Interestingly, the high and increasing rates of c-sections worldwide are indicative of an over-medicalization of the birth process in developing countries. This statement may seem wrong or ironic given that so many women die because of lack of medical care before, after, or childbirth. However, studies have shown that in developing countries where medical care is available, there is an overuse of obstetrical interventions, notably c-sections but also episiotomies and oxytocin, a chemical used to augment and induce labor. All these practices are life-saving when needed, but may be harmful when used unnecessarily. (2)

Ultimately, distribution of c-sections worldwide indicates the health inequities which plague our world and especially its mothers. In The Lancet, a couple of Brazilian doctors commented on the trends in their country, noting “Within middle-income countries, inequities affect both extremes of the social scale: the rich have too many caesarean sections, whereas the poor have fewer than needed” (3). Indeed, this is the situation worldwide. In developing countries, where resources are painfully limited, prioritizing access, efficiency, and quality in maternal health care is absolutely crucial.

  1. http://www.msnbc.msn.com/id/34826186/ns/health-pregnancy/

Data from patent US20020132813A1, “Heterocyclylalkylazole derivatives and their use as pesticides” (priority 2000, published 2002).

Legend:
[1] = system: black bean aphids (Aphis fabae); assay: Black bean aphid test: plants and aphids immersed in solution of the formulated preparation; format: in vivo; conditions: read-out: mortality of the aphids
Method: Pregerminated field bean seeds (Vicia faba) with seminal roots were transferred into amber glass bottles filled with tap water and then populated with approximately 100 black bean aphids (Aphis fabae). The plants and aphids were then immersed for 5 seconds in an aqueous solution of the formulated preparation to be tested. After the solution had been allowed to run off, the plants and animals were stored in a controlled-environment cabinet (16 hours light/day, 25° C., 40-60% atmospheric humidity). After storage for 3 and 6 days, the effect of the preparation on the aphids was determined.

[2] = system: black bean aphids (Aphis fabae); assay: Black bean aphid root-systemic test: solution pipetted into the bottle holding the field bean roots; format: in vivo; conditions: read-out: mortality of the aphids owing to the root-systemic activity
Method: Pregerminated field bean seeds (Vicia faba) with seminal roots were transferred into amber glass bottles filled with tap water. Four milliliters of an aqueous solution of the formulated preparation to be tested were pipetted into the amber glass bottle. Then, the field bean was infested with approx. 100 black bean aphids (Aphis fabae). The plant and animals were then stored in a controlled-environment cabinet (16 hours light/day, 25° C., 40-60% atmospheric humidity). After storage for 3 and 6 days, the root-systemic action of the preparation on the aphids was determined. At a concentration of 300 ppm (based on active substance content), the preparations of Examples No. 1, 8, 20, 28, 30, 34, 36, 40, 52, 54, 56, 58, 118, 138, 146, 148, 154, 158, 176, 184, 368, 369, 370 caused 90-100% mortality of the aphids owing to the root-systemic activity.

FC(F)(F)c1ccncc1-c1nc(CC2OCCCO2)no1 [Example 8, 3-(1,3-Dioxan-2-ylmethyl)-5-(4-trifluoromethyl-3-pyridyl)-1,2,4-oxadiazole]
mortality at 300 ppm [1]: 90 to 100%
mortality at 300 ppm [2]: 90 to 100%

2. http://www.jsieurope.org/safem/collect/safem/pdf/s2938e/s2938e.pdf
  3. http://www.thelancet.com/journals/lancet/article/PIIS0140-6736(06)68780-1/fulltext
  4. http://www.bmj.com/content/324/7343/942.full


  1. laurah21 says:

    Hi Jenna,
    This post is very interesting, thanks for sharing!
    You mentioned one ecological study which shows elective caesarean section rates seem to be “positively associated with severe maternal morbidity and possibly mortality, as well as with fetal mortality and newborn morbidity.” I thought that statement was very interesting because, as you mention, c-sections are often considered the safer route to delivery. I would be interested in learning via which mechanisms c-sections can increase maternal and fetal morbidity and mortality. I also wonder if, in the United States at least, the rise of C-sections may be due to obstetricians trying to prevent getting sued. Just to reduce the risk of any potential harm to the baby or maternal complications, physicians may be choosing C-sections. If that is the case, then what does it says about American patient-physician relationship: both sides apprehensive of the other, it would seem.

  2. anna says:

    Jenna – really interesting post. I was first struck by research showing that women may choose a c-section because it hurts them less in the short-term. The thought of giving birth does indeed sound painful, and I can’t say I blame women for wanting to avoid this pain. Perhaps education would play an important role here, by highlighting the risks of unnecessary c-sections to both mother and baby. I don’t know much about the physical consequences of having a c-section, but perhaps in the long run they are harder on the woman’s body than vaginal birth? If so, emphasizing long-term health and well-being over the short-term pain of vaginal birth could be another effective campaign.